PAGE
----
The pictures shown below are presented, as far as possible, in chronological order, in order to tell the story of the church. The pictures are in our archives but most are not labelled; the captions are therefore based on deductions. We would appreciate additional historical information.
An etching showing the church from the north west which, judging by the absence of a church-yard north wall, probably dates from before 1800. The classical feature in the middle of the north aisle looks like an entrance porch, though it is not shown on the pre-1862 plan shown below.
An etching showing Dame Duffins Cottage, which is believed to have looked like this around 1820, when the churchyard had acquired a north wall. It was originally a chapel related to Ann Boleyn's well, given to the parish in 1497 by Nicholas Gainsford .
This is a plan (source unknown) of the church in its pre-1862 condition, showing the likely ages of the various parts. The tower, being the earliest part of the building, is on a different alignment from the rest if the building.
A painting showing showing the church from the north west. A house has been built to the right of the picture, and according to Wikipedia the bridge was built over the ponds in 1828. The present bridge is shown in another picture.
In the 1880s plans were developed for rebuilding the church. They started by making a plan of it as it was, shown here. This plan was applicable from 1862–1891. The spiral staircases flanking the entrance led to a gallery at the west end.
A photo of the church interior published in 1882, contemporary with the plan above. The altar reredos frames the Ten Commandments boards that are now beside the high altar. Here is the corresponding exterior view.
A view of the church from the south west dated 1894. The nave has been rebuilt, as seen by the changed appearance of the central section of the west end. Another view shows the church in the same era, seen from the north-west.
A photo showing the chancel interior before the rood screen was installed. Open flame gas lights can just be seen projecting from the string course above the organ opening. It appears that the photo was taken on the installation of the "Cokayne Memorial Stalls" in 1895. A memorial (photo) records the untimely death of Fr Cokayne. The stalls are now in the Lady Chapel.
By 1911 an elaborate carved (but not yet gilded) rood flanked by statues had been added to the chancel arch, lower than they are now.
Another view which appears to be contemporary with it shows a mixture of conventional pews and individual wooden chairs.
A view of the interior of the baptistery when new in 1914. This was before the organ gallery was added, and before stained glass windows were installed. The font appears to have an ornate cover, which is presumably the one referred to in the brass plaque at its foot.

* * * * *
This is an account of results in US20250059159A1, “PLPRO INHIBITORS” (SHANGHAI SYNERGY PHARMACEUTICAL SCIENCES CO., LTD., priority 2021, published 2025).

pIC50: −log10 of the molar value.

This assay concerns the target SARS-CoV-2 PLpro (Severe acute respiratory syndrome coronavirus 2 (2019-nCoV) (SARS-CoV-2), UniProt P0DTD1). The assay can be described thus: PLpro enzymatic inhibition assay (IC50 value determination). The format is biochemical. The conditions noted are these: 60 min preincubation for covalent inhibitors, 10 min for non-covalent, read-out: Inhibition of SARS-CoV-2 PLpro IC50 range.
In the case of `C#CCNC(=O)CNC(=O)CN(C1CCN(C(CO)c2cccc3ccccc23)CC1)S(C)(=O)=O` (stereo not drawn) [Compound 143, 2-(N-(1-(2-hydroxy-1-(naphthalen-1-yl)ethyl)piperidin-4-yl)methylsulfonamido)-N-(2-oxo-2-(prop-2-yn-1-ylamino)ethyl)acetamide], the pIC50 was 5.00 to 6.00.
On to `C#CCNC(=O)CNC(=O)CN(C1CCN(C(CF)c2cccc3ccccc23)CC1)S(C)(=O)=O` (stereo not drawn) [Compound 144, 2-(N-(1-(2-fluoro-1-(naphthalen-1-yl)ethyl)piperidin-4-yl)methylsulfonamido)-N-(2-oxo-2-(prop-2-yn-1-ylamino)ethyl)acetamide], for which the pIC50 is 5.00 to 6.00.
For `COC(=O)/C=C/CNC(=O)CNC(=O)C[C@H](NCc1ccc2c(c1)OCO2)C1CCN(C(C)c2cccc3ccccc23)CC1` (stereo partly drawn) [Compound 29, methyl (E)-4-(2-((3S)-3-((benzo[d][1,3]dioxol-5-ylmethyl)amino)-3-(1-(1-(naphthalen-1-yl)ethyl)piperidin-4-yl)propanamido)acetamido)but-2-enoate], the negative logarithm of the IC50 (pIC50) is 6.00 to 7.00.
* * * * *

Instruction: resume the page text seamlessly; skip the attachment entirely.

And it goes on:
By 1914 a rood screen had been added, designed by Bodley, but was at this stage in plain wood colour and lower than it is now. During the First World War a sword was mounted to the right of the screen and, as another view shows, home-made shades were fitted to the gas lights, perhaps in an attempt to achieve a blackout.
The external web-site "britain from above" has an aerial photo of the church and its surroundings taken in 1921. The graveyard was then barely half its present size.
A 1928 view of the nave and screen which was still in its original form. The pulpit has been moved to its present position on the first pillar but it looks lower than it is now, and has no canopy. The open flame gas lights have been replaced by more efficient ones using mantles. Lighting these required two people, one to turn on the taps under the tower, and one to stand on a chair with a long taper to light any that did not come on.
In 1936 the 17th century Lady Chapel reredos was gilded and decorated to a design by
Sir Ninian Comper.
This 1940 view shows the rood screen and statues as raised by Sir Ninian Comper in 1931–1933, but the pulpit has not yet been raised and fitted with a canopy, and nor has the "Christ in Majesty" figure been installed over the chancel arch.
Also in 2005 new dimmable lighting was installed. In 2004 the choir pews were moved from the chancel to the Lady Chapel, and in 2006 the old chairs were replaced with stackable benches which present a better appearance and accommodate more people.
In March 2012 the pipe organ was dismantled and taken to Willis's factory near Liverpool for rebuilding. The refurbished organ, though incomplete, was first played in public worship at solemn evensong on 26 January 2014.
On 26 January 2014 the Rector, Fr John Thewlis, was made an Honorary Canon of Southwark Cathedral. Fr John is second from right in this picture, alongside five other new Canons and Rt Revd Christopher Chessun, Bishop of Southwark, and Very Revd Andrew Nunn, Dean of the cathedral.
On 12 February 2015 there was a Requiem Mass funeral for Audrey Wall, who had worshipped at All Saints for many years. Her coffin was taken away in a fine horse-drawn hearse. The figures on the left are Fr David Billin and Alison Cavendish.
On 15 July 2017 Fr John Thewlis undertook his last public duty as Rector, blessing the new war memorial at Wrythe Green. Picture courtesy of Nigel Steward